In the morning it’s time to move on – across the 5200-meter Jeng pass. From there it’s a slow but steady descent all the way back to Juphal. After a night in Tokyu we visit the Ribo Bhumpa monastery and have lunch in Dho Tarap. Here the Tibetan influence is strong, and some of the locals barely speak any Nepali at all. We descend lower and lower, and the nights at our river campsites feel warmer and during the day we begin to see trees again. When we reach a low enough point on the trail that we notice vegetables growing in the locals’ frugal orchards and greenhouses, our cook buys and uses in every way imaginable the biggest ‘bouquet’ of spinach I have ever seen. The wind-and-cold-battered skin on the hands and the cracked lips begin to heal, although eating anything spicy or salty is still difficult. In Tarakot I manage at last to find a waterfall to take a proper shower under: getting there requires a little climbing but after I’m-not-telling-how-many days without a shower, I’ll do anything to scrub off the dust, the cold and some of the less pleasant thoughts and feelings I have carried down on me. The group spends two nights in Tarakot as my team mates want a rest day. From there we head down to Dunai, where Dipawali, the festival of lights, is being celebrated by the Hindu community. The narrow streets of the town are busy and loud, which is strange to see after almost three weeks of relative sensory deprivation. As I walk to the edge of Dunai, I wonder just how hard it will be to leave the Himalaya behind this time. Again. I wonder, too, if I will ever return to the mountains, the place where my strengths shine the brightest and where I can live – still – as the most complete version of myself.
Our trip is supposed to end in Juphal but I ask the leader of our team a favor – to let me go to the temple of Bala Tripurasundari Devi in Tripurakot, just 3 hours or so past Juphal. As a researcher, I have a lot of curiosity about the deity. However, there is another reason I want to go: to see in myself if only for a day that strength and wholeness I mentioned earlier. While trekking with the group I felt like I had a heavy chain around my neck which would allow me to neither walk at my pace nor speak my mind: in the mountains I associate with power and freedom I could experience neither.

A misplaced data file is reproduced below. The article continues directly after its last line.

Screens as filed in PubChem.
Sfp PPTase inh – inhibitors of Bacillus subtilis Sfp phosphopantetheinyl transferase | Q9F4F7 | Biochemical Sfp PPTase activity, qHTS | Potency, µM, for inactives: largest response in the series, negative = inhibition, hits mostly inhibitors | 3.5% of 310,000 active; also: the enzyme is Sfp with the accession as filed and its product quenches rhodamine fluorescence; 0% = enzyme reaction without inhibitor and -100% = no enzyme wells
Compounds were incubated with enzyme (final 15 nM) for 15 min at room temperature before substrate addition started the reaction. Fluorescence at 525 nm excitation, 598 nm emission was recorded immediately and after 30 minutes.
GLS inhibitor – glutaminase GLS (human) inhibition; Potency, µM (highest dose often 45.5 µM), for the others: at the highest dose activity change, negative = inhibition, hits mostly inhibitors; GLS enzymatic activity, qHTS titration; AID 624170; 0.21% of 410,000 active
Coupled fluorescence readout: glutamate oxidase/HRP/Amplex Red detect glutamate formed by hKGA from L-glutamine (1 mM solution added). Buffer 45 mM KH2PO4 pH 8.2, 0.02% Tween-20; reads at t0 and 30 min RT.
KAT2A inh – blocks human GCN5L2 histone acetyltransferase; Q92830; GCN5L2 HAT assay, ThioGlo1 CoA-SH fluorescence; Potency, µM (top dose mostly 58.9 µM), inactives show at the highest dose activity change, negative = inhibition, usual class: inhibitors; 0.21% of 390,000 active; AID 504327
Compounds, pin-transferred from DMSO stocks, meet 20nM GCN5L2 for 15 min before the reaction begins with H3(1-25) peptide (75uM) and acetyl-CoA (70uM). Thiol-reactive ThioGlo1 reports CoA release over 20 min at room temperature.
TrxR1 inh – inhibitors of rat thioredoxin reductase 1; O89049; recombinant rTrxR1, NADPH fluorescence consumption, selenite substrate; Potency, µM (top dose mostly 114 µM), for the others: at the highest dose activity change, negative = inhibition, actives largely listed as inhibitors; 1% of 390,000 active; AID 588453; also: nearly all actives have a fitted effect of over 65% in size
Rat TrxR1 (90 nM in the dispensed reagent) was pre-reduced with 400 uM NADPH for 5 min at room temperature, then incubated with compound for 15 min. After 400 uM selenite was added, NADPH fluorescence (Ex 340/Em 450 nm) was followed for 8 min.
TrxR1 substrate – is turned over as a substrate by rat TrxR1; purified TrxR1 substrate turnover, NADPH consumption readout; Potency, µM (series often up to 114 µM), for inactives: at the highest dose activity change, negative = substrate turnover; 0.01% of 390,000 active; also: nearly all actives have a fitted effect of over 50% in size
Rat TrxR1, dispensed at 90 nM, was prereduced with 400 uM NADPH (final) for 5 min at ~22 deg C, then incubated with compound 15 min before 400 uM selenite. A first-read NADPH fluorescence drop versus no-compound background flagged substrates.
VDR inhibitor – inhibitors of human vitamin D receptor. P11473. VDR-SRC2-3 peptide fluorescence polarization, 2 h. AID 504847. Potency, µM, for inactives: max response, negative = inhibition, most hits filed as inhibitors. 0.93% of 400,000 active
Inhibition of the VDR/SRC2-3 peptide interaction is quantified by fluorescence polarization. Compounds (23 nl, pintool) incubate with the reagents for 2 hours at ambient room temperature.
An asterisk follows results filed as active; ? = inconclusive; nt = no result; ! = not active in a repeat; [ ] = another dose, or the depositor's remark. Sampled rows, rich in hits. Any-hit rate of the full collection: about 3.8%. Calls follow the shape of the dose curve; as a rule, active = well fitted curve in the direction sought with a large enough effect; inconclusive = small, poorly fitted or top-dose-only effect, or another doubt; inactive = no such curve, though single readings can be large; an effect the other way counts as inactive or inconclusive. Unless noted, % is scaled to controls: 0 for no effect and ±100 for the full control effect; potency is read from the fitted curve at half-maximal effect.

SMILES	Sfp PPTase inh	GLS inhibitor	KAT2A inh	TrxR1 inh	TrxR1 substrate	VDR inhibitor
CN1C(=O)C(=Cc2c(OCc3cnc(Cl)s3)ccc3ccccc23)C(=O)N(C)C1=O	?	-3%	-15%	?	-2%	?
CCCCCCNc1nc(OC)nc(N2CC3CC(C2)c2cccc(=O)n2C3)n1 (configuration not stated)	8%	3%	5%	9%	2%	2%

After making the necessary arrangements, I am good to go to Tripurakot next morning in the company of an assistant guide.
“Lakpa,” I ask him as we leave Dunai, “how long do you think the whole thing is going to take?”
“2 hours to Juphal, maybe 2-3 more to Tripurakot, 30 minutes break, another 30 minutes uphill to the temple, and three hours to get back to Juphal. Let’s say 8-10 hours, depending on how we go.”
It’s going to be a hot, sunny day on the trail, so I’d rather it was shorter. Lakpa lets me set the pace, which gets us to Tripurakot in 2 hours; there we spend about an 1.5 hours exploring the temple; an hour later we are back in Juphal right as lunch is being served. The lodge owner’s kids are happy to see Kali Didi again and bring all of their friends to play with me: my tattooed arm is paraded around the campsite; then, it’s time for an English lesson; next, a boxing class; finally, I am made to sing in both English and Russian. I am also asked to dance, but that’s where I draw the line, I’m afraid.
In the evening we sort out gear and tips to be passed to the local support team whom we will be parting from next morning. We say good-bye after dinner and again early in the morning at the Juphal airport. After an almost 12-hour stopover in Nepalgunj we return to Kathmandu on the 3rd of November. The city is quiet, countless police vehicles patrolling the dark, empty roads. The pyres at Pashupatinath are burning, Thamel is alight and wide awake, and I am so tired when I finally get to my room, I take but a quick shower and unpack nothing before crawling into bed. A real bed!
However, for a long time I can’t fall asleep, my mind still wandering somewhere in the mountains. Once you have experienced what you have so desired, there is so much to think about: to remember, to forget and try to learn from.